From left: Victoria-Beacon Hill MLA Carole James

Louis Riel Day marks Métis status in B.C.

Supreme Court of Canada has declared Métis people to have he same constitutional rights as 'status Indians'

The province marked Nov. 16 as Louis Riel Day with the raising of the Métis flag at the B.C. legislature, and an expanded commitment to recognize Métis identity.

There are 70,000 people in B.C. recognized as Métis, and that number is growing as genealogy research identifies more people with mixed aboriginal and European ancestry.

“People are learning that they are Métis and it’s important that they learn what it means to be Métis,” said Clara Morin Dal Col, president Métis Nation B.C. at a ceremony at the legislature.

They have the same constitutional rights as aboriginal people, or “status Indians” as Canadian law still defines them, thanks to a judgment of the Supreme Court of Canada in April 2016 known as the Daniels decision. The decision also recognizes “non-status Indians,” although it does not immediately confer the rights to programs and services available to “status Indians” on reserves across Canada.

Related: Métis Nation BC answers questions on taxes, hunting

Indigenous and Northern Affairs Canada does not yet have an estimate of how much the Daniels decision will cost to implement.

“We are studying the decision to determine next steps,” says a statement on the INAC website. “We will be working in genuine partnership with Métis and non-status Indians – based on recognition of rights, respect, and partnership – in order to meaningfully advance the work of reconciliation.”

B.C. Aboriginal Relations Minister John Rustad signed a new accord with Métis Nation B.C. representatives, updating one signed 10 years ago to set objectives to address health, housing, education, economic opportunities, Métis identification and data collection.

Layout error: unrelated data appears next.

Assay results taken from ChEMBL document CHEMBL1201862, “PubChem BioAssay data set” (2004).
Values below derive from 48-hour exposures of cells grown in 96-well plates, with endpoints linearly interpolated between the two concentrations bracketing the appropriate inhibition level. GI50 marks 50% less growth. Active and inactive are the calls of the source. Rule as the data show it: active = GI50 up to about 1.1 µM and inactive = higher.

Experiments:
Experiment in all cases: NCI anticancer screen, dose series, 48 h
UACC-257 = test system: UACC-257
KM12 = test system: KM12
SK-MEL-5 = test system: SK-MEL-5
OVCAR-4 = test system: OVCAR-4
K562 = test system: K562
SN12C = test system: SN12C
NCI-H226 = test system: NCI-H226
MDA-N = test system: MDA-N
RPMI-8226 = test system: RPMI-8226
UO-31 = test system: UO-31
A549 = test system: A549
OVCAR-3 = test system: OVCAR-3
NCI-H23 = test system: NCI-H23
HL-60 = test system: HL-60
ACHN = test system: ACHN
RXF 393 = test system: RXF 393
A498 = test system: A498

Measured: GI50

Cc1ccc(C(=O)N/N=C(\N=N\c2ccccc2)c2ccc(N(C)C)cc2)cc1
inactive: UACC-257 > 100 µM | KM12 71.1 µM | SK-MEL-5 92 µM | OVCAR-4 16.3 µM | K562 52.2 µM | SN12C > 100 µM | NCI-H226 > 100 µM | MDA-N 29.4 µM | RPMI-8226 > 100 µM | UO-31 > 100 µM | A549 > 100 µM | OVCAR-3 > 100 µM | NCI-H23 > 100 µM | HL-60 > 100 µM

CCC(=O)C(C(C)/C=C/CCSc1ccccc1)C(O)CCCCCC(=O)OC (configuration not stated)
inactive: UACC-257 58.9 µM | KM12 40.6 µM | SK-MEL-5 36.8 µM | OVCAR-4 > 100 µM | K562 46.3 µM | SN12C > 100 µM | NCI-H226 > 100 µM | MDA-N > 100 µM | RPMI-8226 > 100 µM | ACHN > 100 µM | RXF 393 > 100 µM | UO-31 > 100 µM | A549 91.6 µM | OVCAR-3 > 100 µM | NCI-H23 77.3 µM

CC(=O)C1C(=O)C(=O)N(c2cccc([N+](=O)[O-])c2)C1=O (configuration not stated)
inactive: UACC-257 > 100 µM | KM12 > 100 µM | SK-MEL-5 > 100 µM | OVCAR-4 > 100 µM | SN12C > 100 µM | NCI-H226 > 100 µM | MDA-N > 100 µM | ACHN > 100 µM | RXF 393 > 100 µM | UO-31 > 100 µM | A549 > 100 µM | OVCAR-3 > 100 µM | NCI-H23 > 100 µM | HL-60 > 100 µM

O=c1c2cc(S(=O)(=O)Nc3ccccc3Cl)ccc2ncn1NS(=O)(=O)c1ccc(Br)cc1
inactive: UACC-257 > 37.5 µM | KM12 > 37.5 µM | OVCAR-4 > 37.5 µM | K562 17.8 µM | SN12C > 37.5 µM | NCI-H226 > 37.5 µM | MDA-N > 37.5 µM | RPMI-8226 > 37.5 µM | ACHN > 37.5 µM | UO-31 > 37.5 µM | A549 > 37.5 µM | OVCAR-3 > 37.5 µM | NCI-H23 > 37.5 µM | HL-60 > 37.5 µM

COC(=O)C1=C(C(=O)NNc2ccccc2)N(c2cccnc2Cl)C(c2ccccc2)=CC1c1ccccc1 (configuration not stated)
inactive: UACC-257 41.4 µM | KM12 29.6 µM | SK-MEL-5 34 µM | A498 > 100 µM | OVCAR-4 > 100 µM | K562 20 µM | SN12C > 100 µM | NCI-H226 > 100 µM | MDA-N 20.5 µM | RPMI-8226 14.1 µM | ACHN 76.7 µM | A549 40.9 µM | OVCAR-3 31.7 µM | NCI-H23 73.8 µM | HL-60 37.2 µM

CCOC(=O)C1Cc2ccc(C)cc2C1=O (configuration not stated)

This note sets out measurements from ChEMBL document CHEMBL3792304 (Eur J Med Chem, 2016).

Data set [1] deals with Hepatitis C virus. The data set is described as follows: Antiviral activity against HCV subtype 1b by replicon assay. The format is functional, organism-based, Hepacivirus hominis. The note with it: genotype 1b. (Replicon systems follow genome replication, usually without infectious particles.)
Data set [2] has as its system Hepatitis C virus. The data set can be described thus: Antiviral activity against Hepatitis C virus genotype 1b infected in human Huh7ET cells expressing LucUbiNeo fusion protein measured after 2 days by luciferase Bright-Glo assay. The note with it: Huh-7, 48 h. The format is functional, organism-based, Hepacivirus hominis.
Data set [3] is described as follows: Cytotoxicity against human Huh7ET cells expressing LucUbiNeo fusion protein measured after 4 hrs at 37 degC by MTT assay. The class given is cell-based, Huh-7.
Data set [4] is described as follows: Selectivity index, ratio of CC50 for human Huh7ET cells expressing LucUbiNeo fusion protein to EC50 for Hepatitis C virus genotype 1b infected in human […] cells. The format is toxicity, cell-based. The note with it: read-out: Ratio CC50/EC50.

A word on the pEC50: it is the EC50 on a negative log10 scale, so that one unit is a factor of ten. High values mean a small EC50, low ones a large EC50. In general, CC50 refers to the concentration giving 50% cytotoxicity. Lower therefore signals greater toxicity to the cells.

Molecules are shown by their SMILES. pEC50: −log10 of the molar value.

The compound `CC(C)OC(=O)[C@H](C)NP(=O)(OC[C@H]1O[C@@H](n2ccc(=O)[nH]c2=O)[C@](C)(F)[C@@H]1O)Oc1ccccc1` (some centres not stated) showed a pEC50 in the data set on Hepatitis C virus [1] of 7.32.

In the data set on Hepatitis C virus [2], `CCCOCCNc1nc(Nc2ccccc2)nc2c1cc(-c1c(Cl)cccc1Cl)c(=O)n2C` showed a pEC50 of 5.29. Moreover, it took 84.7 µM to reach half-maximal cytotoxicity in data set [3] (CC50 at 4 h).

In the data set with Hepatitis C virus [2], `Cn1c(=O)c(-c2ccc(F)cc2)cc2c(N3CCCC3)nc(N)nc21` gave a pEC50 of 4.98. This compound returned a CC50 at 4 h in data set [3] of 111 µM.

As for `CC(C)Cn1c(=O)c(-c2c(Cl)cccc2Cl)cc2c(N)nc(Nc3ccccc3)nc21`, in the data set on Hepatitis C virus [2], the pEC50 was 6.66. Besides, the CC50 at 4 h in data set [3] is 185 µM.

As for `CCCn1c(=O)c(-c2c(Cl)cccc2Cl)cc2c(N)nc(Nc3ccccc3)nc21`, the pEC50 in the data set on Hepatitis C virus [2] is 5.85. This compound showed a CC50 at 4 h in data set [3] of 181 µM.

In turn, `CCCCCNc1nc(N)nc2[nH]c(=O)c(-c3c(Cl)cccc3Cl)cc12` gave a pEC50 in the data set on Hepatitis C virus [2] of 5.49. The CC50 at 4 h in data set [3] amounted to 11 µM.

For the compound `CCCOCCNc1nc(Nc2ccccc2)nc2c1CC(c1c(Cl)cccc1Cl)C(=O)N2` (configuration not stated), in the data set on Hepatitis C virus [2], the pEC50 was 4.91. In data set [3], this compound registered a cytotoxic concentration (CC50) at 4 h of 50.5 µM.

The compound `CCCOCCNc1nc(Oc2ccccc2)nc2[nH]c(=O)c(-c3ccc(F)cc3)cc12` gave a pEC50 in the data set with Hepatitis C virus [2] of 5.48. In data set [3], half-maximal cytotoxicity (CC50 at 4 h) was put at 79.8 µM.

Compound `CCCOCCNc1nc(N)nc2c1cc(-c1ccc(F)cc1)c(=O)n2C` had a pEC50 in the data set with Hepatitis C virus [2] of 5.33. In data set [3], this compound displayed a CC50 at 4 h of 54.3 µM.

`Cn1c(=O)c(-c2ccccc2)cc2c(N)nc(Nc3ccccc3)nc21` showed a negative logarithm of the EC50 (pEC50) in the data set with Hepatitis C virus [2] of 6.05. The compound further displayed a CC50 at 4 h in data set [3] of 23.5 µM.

The updated accord includes children and families, justice and wildlife stewardship, areas where the province works with on-reserve aboriginal people, said Maple Ridge-Mission MLA Marc Dalton, who was named parliamentary secretary for Métis relations in October.

Dalton is Métis, as is Victoria-Beacon Hill MLA Carole James. Among those recently discovering their own Métis heritage is Agriculture Minister Norm Letnick.

Rustad said Métis people represent a third of the indigenous people in Canada.

 

Just Posted

Trial dates set for three men accused of 2017 killing near Hope

Lawyers for the accused appeared in Kelowna at B.C. Supreme Court on Monday

Abbotsford council OKs bus-to-SkyTrain plan

Fraser Valley Express would begin running to Lougheed Station by start of 2021

Wildfire threatens weekend campers at Chehalis Lake

The fire started on the north side of Chehalis Lake Saturday

Chilliwack car show cancelled due to weather forecast

Popular Village Classic car show will not be rescheduled, say organizers

Agassiz author pens a kingly book

Long-time writer and producer Alexander Hamilton-Brown just finished his first novel

Video shows fireworks shot at swan in Alberta

Alberta Fish and Wildlife is investigating the incident in Grande Prairie

Grey-haired bank robber hit with dye pack in Langley heist

Police are looking for an older man who may be stained with dye

‘Text neck’ causing bone spurs to grow from millennials’ skulls, researchers say

Technology use from early childhood causing abnormal bone growths in 41 per cent of young adults

B.C. teen killed by fallen tree on field trip remembered as hero

13-year-old Tai Caverhill was the first to spot the tree falling and warned his friends

Surrey RCMP raises Pride flag amid din of protesters

There were about 30 protesters on either side, and 20 Mounties doing crowd control

Should B.C. get rid of Daylight Saving Time?

The province wants to know, as state governments down south make the move

Air Canada reviewing how crew left sleeping passenger on parked plane

In a Facebook post, the woman said she woke up ‘all alone’ on a ‘cold dark’ aircraft

Canadians crash out of Women’s World Cup in 0-1 loss to Sweden

Canada missed a chance to tie the game on a penalty shot

New Lower Mainland bistro caters to board game fans and families

Local food and games at every table is the formula for the new business

Most Read